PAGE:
AN Whitehead and Louis Zukofsky on the Meaning of "A"
The point to be emphasized is the insistent particularity of things experienced and of the act of experiencing.
AN Whitehead, Process and Reality
It would be very difficult for me to name my favorite Jewish poets, but one is Louis Zukofsky, a pioneer in experimental writing with a special eye for the particularities of life and history. He reminds me of what Whitehead called the 'insistent particularity' of the world and our experience of it, which can never be reduced to abstract principles or generalities. This particularity, this "singularity" as Whitehead speaks of it, is what lies behind the notion of the indefinite article: 'a' and 'an.' We are speaking of 'a' thing or 'an' actual entity. Of 'a' person in our experiential field and 'a' feeling of pleasure, or disgust, or affection, in experiencing that person. These are insistent particulars. Not only the things in the world but our experience of them.
Both Zukofsky and Whitehead offer what might be called a spirituality of 'A.' That is, a spirituality that keeps its eye on the things themselves, in their spontaneous self-creativity, without reducing all things to a 'system.' This page shows some of the connections between the two. One of Zukofsky's best-known poems, itself a series of poems that took a lifetime for him to write, was called 'A.'
- Jay McDaniel
Whitehead on Singularity
Singularity and Disjunctive Diversity
The term ‘one’ does not stand for ‘the integral number one,’ which is a complex special notion. It stands for the general idea underlying alike the indefinite article ‘a' or 'an,’ and the definite article ‘the,’ and the demonstratives ‘this or that,’ and the relatives ‘which or what or how.’ It stands for the singularity of an entity. The term ‘many’ presupposes the term ‘one,‘ and the term ‘one’ presupposes the term ‘many.’ The term ‘many’ conveys the notion of ‘disjunctive diversity’; this notion is an essential element in the concept of ‘being.’ There are many ‘beings’ in disjunctive diversity.
Whitehead, Alfred North. Process and Reality (Gifford Lectures Delivered in the University of Edinburgh During the Session 1927-28) (p. 21). Free Press. Kindle Edition.
Zukofsky on "A"
“A” is a long poem written by Louis Zukofsky, an American poet and literary critic. The poem was started in 1927 and was expanded to twenty-four sections, mirroring the hours of the day. It took Zukofsky almost forty-six years to complete the poem, which is divided into movements that differ widely in length, from the single page of “A”-16 to the 242 pages of “A”-24 1. The poem weaves together politics and family, traditional forms, and free verse, and features Zukofsky’s own father as a major theme. The poem is filled with daily love, light, intellect, and music, and is considered one of the most important works of modernist poetry by an American.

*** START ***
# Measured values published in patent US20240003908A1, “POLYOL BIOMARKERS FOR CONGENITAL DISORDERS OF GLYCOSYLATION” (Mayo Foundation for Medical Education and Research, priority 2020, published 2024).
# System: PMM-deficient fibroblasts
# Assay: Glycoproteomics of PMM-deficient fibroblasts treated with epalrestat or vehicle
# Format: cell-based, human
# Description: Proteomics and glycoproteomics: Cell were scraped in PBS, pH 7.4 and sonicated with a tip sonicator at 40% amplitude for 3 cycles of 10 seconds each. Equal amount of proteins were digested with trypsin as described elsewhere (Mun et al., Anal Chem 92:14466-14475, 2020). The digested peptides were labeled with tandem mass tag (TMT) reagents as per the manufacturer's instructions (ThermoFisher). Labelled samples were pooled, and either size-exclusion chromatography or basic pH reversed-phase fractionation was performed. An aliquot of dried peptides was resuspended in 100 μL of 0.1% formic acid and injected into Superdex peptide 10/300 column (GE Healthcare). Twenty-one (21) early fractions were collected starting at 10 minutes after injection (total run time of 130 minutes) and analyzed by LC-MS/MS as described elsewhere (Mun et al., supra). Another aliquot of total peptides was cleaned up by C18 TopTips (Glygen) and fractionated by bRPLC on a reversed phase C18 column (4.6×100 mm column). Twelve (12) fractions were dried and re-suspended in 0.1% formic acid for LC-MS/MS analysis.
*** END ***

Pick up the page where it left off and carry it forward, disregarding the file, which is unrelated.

"The Sheer Heterogeneity of Materials is the Point"
Zukofsky (1904–1978) was a New York Jewish poet, responsive to the cacophonous voice of the cosmopolitan city and the Kaballistic emphasis on the magically transforming power of language. Determined to find a place for himself in the world beyond the ghetto, his route out was poetry.
The short poems that Zukofsky wrote in the 1920s and 1930s, ultimately gathered in the opening two sections of All, bring together in various complex ways three currents: a Pound-like faith that truth can be achieved through a poetry which stays with the movement of “the particulars”; a neo-formalist concern with the poem as a shaped object; and a Marxist concern with social oppression and class struggle.
Generally, the poems in All seek the condition of song, a distilled lyric quintessence. In “A,” Zukofsky allows himself a much looser method. Like Pound’s Cantos, “A” is a ragbag: in theory anything can go in, and the sheer heterogeneity of the materials is itself the point.